The composition of our communities is constantly changing. To be an effective service provider in this environment means responding to this change. Adopting a diversity agenda is an ongoing journey of learning to best meet the needs of the clients you serve. This section offers the perspectives of six agencies that have journeyed the diversity trail and incorporated diversity into their organizational DNA.

All the organizations profiled here provide residential services for children and youth, except one program that serves at-risk youth in a drop-in setting. Some organizations have sizeable capacity and are located in large urban centres, while others are in smaller communities and have accomplished much with fewer resources. However, they all share one thing in common: these organizations have made significant headway in becoming culturally competent, largely due to the strong leadership of their executive directors and Board of Directors. Their stories demonstrate that whatever the size of the organization, it is possible to take concrete steps in becoming more inclusive.

These six organizations were nominated by their peers. A call was made to field staff within the Ministry of Children and Youth Services and to community stakeholders asking them to identify children and youth-serving organizations that have made headway in becoming culturally competent. There was a tremendous response to this call. While it was not possible to unearth all the significant work that is underway in this area, the following profiles are meant to inspire thought, mentor, and spark licensed residential settings across Ontario to embark on the diversity journey.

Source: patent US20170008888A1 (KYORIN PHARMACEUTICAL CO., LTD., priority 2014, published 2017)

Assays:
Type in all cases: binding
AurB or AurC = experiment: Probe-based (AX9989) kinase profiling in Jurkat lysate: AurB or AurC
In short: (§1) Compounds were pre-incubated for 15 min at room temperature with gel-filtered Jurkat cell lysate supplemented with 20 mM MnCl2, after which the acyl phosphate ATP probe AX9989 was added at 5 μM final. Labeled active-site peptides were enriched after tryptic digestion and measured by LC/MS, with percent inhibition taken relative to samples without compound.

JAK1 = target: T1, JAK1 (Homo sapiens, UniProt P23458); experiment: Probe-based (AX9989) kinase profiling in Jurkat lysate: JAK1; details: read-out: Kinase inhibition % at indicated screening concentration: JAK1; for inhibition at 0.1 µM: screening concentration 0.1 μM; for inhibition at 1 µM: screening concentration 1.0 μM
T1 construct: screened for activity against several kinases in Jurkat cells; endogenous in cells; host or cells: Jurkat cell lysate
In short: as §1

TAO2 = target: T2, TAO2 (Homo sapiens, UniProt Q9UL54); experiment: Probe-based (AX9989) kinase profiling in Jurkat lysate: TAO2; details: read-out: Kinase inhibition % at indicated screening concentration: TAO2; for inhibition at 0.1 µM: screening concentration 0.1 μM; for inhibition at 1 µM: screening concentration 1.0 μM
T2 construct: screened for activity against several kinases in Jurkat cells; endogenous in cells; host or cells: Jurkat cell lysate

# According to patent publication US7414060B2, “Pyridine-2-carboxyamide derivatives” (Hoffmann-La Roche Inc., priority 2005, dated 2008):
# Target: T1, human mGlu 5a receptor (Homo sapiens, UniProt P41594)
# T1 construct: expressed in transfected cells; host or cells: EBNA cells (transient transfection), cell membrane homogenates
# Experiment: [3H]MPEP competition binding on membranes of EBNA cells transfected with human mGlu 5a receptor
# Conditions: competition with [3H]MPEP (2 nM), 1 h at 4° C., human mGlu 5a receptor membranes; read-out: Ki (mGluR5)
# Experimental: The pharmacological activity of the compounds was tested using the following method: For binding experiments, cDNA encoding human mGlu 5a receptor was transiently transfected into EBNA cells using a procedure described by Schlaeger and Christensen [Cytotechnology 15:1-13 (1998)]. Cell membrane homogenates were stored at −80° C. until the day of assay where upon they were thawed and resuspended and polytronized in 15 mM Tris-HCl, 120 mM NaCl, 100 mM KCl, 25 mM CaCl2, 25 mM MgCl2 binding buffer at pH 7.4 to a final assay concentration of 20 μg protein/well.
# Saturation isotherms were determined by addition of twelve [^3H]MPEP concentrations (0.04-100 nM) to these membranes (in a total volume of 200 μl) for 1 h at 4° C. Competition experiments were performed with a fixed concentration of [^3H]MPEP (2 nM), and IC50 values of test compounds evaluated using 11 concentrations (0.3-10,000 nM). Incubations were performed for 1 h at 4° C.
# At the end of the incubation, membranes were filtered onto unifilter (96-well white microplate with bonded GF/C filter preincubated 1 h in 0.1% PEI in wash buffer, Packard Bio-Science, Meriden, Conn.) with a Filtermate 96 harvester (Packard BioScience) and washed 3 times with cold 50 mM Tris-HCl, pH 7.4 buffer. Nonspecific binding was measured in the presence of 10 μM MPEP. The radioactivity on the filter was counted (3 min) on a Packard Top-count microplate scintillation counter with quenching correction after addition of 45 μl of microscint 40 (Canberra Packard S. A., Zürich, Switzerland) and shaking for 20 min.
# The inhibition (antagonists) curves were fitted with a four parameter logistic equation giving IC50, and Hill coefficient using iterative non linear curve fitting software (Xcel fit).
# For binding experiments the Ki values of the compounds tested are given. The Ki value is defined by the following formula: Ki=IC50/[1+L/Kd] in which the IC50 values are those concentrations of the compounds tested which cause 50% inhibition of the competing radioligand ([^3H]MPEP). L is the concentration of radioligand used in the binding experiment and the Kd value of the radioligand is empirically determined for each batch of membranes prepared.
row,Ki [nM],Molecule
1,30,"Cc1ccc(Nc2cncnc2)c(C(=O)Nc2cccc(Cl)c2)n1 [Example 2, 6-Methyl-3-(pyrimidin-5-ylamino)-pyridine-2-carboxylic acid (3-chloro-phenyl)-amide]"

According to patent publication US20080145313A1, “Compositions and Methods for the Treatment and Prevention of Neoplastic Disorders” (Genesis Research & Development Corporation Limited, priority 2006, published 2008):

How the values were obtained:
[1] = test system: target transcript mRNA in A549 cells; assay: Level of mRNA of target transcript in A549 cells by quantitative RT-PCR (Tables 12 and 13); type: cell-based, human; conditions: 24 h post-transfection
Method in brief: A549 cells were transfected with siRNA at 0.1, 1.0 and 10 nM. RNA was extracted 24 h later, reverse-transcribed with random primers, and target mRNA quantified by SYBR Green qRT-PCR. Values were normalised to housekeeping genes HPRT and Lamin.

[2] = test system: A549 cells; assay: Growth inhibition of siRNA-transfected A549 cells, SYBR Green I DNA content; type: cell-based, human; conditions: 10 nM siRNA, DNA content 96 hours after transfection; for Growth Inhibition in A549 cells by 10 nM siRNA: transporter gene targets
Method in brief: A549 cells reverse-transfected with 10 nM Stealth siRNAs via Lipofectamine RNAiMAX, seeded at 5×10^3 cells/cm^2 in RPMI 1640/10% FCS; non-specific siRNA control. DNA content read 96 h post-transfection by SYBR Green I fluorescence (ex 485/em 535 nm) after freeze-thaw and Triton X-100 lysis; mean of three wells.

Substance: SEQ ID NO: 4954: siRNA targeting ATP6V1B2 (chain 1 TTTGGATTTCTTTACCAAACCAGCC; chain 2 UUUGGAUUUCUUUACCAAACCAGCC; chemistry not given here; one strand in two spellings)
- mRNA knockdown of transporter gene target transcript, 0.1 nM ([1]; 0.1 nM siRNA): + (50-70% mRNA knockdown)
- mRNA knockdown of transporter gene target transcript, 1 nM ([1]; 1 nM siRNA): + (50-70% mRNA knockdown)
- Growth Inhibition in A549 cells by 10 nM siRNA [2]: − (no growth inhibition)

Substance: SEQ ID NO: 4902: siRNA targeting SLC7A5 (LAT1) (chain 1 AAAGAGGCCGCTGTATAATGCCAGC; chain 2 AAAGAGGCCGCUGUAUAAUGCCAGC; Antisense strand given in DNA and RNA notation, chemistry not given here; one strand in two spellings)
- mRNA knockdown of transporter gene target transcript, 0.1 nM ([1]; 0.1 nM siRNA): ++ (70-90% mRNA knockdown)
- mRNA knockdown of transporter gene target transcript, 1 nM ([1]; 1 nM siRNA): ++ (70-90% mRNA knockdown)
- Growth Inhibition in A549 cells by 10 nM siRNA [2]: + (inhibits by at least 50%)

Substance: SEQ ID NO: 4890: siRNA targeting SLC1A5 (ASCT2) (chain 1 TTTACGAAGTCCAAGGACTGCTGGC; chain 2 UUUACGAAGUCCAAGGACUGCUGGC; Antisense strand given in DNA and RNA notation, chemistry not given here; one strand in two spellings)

William W. Creighton Youth Services (Thunder Bay and Kenora):
Native Culture and Spirituality as a Path to Healing

Engagement and relationships are the true medicine, and perhaps the best defense against future trouble with the law. This is the philosophy that guides the staff at William W. Creighton Youth Services, an integrated set of residential and community based programs for children and youth who have been continuously involved in criminal behaviour. Native children and youth comprise anywhere from 80%-100% of the total client base at any given time.

William Creighton's cultural competence in serving Native children and youth is manifest in many ways. First, Native community members and organizations come into Creighton on a regular basis to provide therapeutic care for the residents: smudging, one-on-one counselling, healing circles, and ceremonies that honour ancestors as a way to facilitate the grieving process. Traditional spirituality and healing practices coexist with conventional medicine; the local psychiatrist, Native healers, and Creighton Staff work seamlessly together.

Secondly, Creighton provides continuous opportunities for the children and youth to learn about their culture. For example, community elders teach the youth Native arts; there are traditional feasts every season, as well as a fall harvest; and the youth have an opportunity to cook Native food. Native imagery is visible everywhere: from adorning the walls to carvings in the tabletops at their facilities. A Cultural Committee, composed of staff, members of the Board of Directors and community elders, is active in planning a steady stream of cultural events at Creighton.

The key benefit of this constant engagement with community and culture is that when the children and youth leave Creighton, they will have formed positive trusting relationships with community members that are safe alternatives to the ones that were linked to their criminal past. They will also leave with a strong sense of who they are - historically, culturally, and spiritually – which equips them, perhaps, with the best chances for a trouble-free future.